Thanks for indulging me!

Patience is a virtue. Luckily for you, I am not very virtuous.

I am feeling impatient today. I want this darn committee meeting to be over with. I want to be done fighting with statistical programs, MS Word, Excel, and Power Point. Please, make the insanity stop!

And because I am feeling impatient I am going to bombard you with Chuck Yates' numbers 5 through 1. To those of you that were hoping to savor it over the next five days, sorry. Just settle in with a cup of coffee, or whatever your caffinated beverage of choice is, and prepare yourselves for the longest. post. ever. Sorry again for that.

Number 5 through 1


Number Five: Remember that other people want you to take them just as seriously as you want them to take you. If you’re not willing to do that much for them, it’s gonna be hard for you to convince them that they should do it for you. If you don’t understand your opponent’s position well enough to make your own persuasive defense of it, at a minimum that probably means you haven’t been paying attention, but it’s also likely that you can’t defend your own position either, at least not in a way that would persuade someone who is paying attention.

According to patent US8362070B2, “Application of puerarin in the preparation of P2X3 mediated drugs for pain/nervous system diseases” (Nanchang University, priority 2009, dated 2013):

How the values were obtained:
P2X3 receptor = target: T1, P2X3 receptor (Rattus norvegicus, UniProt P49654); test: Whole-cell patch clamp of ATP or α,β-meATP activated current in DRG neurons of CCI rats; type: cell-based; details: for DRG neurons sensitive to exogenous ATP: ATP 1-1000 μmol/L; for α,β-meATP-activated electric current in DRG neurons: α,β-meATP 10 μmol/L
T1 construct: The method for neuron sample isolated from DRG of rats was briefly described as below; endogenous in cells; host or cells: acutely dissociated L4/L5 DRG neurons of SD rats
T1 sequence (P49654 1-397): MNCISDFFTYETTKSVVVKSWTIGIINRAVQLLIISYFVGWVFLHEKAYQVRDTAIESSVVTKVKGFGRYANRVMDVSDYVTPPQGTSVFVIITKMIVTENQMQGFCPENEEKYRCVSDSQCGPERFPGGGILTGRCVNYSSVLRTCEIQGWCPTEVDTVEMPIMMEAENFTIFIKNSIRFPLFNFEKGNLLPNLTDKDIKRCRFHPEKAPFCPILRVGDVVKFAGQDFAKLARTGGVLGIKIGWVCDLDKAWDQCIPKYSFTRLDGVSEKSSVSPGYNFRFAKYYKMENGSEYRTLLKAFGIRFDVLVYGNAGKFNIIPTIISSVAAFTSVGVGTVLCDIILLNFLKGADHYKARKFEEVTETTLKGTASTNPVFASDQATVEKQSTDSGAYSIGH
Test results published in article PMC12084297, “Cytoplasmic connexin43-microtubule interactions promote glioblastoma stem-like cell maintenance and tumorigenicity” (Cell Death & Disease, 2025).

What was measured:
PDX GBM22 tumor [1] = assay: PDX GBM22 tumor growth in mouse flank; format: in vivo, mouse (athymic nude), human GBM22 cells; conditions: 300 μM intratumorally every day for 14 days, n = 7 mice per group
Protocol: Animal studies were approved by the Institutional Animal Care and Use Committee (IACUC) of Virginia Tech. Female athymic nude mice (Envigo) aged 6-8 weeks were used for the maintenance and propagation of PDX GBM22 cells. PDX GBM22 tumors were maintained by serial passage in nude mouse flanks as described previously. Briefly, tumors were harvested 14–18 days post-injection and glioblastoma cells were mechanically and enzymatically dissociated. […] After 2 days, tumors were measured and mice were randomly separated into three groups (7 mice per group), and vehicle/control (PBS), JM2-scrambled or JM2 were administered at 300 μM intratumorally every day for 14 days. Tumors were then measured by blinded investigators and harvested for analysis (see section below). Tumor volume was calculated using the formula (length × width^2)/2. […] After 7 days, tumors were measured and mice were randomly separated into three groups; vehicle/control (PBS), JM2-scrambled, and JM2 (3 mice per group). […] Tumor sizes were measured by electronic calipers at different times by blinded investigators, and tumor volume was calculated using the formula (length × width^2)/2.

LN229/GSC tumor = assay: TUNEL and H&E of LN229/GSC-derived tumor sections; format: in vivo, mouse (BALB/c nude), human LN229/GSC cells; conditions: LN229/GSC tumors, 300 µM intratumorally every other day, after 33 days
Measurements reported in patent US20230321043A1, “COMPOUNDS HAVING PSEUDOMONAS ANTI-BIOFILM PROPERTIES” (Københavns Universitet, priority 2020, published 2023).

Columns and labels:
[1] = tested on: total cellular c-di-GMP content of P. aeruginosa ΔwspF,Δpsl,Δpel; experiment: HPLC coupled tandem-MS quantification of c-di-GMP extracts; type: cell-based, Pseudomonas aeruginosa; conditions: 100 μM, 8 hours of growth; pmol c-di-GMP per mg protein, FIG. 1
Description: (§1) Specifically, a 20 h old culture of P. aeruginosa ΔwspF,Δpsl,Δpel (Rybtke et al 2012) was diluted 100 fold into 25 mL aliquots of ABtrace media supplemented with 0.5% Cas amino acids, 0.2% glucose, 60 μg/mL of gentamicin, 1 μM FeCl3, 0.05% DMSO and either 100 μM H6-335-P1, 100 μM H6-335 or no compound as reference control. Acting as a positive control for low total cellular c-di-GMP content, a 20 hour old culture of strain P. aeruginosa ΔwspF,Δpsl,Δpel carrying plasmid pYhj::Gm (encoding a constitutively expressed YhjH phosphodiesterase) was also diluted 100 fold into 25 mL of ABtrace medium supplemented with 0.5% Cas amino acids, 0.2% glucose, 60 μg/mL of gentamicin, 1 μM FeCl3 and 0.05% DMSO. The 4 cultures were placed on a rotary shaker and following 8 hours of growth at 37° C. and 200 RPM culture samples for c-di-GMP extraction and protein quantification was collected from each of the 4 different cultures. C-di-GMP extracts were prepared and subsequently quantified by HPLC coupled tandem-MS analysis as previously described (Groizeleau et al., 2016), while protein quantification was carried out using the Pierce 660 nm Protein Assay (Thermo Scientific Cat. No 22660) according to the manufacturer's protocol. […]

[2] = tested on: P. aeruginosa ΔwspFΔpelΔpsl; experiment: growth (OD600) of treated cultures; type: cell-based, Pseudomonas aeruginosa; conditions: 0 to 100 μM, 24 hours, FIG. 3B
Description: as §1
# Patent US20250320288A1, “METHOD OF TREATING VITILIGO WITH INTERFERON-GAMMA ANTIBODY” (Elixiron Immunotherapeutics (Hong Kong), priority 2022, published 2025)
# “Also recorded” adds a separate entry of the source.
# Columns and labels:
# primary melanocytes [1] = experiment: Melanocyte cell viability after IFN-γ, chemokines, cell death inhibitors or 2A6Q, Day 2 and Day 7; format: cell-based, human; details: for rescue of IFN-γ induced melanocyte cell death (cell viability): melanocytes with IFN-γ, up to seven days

It’s true: there are a lot of positions on the other side that’re really hard to take seriously. Some of ‘em are based on arguments, and actually do make sense on their own terms, but a lot of ‘em are just plain prejudice or thoughtlessness trying to look like they make sense. And when that’s the case, it’s usually not all that difficult to figure it out.

But to do that, you have to take that other position on its own terms, and understand it in the way
it makes sense to the person who believes it. Bigotry and bad faith will betray themselves through their own garbled logic, every time. All you have to do is invite them to make sense on their own terms.